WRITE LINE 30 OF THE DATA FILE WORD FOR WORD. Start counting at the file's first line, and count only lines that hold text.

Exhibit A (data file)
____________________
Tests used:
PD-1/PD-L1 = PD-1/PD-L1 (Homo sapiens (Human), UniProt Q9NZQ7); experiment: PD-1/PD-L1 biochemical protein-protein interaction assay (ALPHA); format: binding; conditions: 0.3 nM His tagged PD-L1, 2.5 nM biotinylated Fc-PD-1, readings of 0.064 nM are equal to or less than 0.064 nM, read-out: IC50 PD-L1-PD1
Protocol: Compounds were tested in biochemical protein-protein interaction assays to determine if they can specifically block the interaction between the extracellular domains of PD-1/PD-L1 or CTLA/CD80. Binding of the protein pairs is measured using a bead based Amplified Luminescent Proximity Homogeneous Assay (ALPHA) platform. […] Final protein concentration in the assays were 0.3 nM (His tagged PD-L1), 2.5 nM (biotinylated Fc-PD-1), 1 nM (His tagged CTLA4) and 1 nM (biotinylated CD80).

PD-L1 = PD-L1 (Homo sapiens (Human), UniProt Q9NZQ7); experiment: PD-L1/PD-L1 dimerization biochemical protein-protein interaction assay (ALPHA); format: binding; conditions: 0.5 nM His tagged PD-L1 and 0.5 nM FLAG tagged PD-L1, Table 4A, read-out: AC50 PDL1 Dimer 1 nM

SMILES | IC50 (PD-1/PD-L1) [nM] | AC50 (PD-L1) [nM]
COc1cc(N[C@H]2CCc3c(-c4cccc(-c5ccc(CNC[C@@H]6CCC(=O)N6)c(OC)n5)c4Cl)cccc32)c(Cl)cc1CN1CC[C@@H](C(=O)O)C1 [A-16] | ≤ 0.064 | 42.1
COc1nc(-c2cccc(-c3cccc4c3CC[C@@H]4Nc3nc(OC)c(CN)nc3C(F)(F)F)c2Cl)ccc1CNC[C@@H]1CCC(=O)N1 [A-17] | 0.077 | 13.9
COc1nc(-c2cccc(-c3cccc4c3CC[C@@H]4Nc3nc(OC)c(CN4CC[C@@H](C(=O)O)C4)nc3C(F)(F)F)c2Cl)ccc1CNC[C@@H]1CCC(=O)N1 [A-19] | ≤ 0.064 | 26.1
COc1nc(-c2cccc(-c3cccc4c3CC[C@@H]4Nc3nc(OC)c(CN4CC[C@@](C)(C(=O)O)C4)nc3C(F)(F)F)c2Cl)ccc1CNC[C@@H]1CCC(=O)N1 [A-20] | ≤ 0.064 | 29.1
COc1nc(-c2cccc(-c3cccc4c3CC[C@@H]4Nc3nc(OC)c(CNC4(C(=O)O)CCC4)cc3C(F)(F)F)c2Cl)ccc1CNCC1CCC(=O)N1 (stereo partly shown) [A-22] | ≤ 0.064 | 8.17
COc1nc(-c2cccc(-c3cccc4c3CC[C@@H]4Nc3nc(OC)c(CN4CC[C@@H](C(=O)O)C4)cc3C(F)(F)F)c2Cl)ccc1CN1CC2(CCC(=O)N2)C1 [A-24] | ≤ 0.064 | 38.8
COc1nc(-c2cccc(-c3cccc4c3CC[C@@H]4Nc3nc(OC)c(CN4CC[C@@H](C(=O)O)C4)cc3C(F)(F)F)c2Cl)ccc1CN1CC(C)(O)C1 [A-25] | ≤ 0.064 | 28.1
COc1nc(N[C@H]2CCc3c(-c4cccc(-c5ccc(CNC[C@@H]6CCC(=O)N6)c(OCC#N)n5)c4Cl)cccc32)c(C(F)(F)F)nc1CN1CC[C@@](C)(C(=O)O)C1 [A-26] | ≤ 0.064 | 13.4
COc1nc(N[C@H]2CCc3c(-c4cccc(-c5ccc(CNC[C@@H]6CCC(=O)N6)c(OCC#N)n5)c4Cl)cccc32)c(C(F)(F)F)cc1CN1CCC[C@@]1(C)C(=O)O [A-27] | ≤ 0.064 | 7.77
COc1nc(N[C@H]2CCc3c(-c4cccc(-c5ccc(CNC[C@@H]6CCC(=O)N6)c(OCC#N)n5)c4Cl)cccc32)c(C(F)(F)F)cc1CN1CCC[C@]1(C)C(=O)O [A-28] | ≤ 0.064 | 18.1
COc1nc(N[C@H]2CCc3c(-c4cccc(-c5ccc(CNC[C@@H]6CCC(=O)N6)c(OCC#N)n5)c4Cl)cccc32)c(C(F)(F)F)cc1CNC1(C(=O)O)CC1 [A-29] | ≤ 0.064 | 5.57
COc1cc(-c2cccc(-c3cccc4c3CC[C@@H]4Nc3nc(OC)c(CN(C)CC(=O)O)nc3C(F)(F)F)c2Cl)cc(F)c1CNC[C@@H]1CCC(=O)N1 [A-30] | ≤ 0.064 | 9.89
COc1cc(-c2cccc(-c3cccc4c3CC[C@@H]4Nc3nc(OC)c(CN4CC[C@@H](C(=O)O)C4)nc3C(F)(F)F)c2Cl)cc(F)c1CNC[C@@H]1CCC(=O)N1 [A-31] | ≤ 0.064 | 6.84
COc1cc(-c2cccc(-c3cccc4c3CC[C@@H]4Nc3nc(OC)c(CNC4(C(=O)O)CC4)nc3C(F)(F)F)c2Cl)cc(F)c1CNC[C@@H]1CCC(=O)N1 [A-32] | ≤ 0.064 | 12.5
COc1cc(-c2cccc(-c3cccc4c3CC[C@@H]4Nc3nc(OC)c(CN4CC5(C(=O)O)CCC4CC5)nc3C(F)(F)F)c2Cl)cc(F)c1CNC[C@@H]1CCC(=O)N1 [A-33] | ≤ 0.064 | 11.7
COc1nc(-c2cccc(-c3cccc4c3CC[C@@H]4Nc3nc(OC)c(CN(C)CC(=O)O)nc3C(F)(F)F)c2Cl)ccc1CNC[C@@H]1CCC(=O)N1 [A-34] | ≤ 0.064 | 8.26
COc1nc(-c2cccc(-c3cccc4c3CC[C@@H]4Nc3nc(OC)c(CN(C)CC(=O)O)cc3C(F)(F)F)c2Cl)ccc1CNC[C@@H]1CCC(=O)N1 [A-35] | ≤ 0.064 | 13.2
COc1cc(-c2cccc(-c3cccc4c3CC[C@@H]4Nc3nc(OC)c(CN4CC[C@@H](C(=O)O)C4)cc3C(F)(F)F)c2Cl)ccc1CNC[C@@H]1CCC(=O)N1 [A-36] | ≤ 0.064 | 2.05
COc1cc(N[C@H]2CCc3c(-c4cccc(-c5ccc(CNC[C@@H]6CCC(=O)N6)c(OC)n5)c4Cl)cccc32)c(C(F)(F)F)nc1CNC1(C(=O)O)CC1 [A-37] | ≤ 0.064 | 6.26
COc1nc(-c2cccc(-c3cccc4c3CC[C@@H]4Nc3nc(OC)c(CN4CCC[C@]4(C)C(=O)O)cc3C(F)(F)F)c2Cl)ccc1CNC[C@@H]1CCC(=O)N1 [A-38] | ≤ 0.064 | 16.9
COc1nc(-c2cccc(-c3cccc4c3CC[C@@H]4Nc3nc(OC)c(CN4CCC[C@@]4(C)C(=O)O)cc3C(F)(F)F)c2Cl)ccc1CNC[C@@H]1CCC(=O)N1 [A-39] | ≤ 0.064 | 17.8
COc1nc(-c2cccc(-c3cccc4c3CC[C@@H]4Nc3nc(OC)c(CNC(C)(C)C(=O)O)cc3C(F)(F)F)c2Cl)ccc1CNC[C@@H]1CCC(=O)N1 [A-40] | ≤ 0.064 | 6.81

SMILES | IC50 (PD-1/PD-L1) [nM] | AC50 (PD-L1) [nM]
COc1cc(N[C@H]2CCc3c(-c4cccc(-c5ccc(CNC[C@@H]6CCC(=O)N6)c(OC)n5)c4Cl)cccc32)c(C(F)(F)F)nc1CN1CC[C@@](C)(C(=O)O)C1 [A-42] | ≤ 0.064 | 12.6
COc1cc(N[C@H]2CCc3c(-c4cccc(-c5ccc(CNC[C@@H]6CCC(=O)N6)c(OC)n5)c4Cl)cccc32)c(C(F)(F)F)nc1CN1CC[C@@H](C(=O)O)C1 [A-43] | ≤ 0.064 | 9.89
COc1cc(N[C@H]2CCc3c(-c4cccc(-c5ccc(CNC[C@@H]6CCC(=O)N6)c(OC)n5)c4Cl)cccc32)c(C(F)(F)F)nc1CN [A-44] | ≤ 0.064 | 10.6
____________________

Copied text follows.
COc1cc(N[C@H]2CCc3c(-c4cccc(-c5ccc(CNC[C@@H]6CCC(=O)N6)c(OC)n5)c4Cl)cccc32)c(C(F)(F)F)nc1CN1CC[C@@H](C(=O)O)C1 [A-43] | ≤ 0.064 | 9.89